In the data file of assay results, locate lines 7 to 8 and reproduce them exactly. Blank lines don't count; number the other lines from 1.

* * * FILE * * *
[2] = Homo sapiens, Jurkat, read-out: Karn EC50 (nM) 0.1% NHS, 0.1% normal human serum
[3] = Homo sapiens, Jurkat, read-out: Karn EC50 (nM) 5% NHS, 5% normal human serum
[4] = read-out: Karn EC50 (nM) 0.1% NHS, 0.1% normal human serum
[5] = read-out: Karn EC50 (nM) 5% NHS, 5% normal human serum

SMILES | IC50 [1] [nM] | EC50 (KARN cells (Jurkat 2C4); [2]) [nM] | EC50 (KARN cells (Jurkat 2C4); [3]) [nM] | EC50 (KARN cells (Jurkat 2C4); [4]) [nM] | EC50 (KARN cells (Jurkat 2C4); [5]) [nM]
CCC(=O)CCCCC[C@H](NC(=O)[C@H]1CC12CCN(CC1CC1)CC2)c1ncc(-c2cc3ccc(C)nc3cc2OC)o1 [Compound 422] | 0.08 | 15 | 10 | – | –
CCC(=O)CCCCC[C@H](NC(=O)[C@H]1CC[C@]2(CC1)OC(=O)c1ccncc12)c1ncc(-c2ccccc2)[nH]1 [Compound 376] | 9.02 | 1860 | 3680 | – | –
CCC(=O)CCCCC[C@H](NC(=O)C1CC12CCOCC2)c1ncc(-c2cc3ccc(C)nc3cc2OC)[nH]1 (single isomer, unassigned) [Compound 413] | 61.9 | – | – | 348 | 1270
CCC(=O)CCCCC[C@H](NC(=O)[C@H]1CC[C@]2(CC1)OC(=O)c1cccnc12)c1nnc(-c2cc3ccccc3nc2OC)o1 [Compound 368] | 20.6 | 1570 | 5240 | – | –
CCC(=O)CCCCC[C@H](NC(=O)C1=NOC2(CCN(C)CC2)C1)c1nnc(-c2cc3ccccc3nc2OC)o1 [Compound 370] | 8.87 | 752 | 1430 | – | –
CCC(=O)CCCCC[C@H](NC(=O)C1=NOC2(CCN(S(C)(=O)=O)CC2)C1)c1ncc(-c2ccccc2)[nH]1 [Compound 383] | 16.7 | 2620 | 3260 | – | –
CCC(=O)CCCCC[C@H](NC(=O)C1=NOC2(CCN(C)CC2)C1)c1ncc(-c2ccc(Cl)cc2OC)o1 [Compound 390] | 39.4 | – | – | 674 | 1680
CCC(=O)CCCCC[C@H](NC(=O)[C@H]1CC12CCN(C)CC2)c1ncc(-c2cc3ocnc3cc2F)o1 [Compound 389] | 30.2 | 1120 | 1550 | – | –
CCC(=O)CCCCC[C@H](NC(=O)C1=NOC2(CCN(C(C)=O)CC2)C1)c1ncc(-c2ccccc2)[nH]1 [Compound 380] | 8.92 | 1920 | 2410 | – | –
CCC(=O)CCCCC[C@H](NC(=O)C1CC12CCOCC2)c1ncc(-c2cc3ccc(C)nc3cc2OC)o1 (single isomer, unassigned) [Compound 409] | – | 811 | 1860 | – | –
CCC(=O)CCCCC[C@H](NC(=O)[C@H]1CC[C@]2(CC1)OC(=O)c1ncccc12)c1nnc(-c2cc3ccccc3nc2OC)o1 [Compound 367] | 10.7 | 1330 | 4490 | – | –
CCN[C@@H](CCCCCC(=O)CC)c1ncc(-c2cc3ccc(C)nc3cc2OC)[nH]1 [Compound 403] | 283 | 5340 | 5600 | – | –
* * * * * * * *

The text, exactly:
CCC(=O)CCCCC[C@H](NC(=O)[C@H]1CC[C@]2(CC1)OC(=O)c1ccncc12)c1ncc(-c2ccccc2)[nH]1 [Compound 376] | 9.02 | 1860 | 3680 | – | –
CCC(=O)CCCCC[C@H](NC(=O)C1CC12CCOCC2)c1ncc(-c2cc3ccc(C)nc3cc2OC)[nH]1 (single isomer, unassigned) [Compound 413] | 61.9 | – | – | 348 | 1270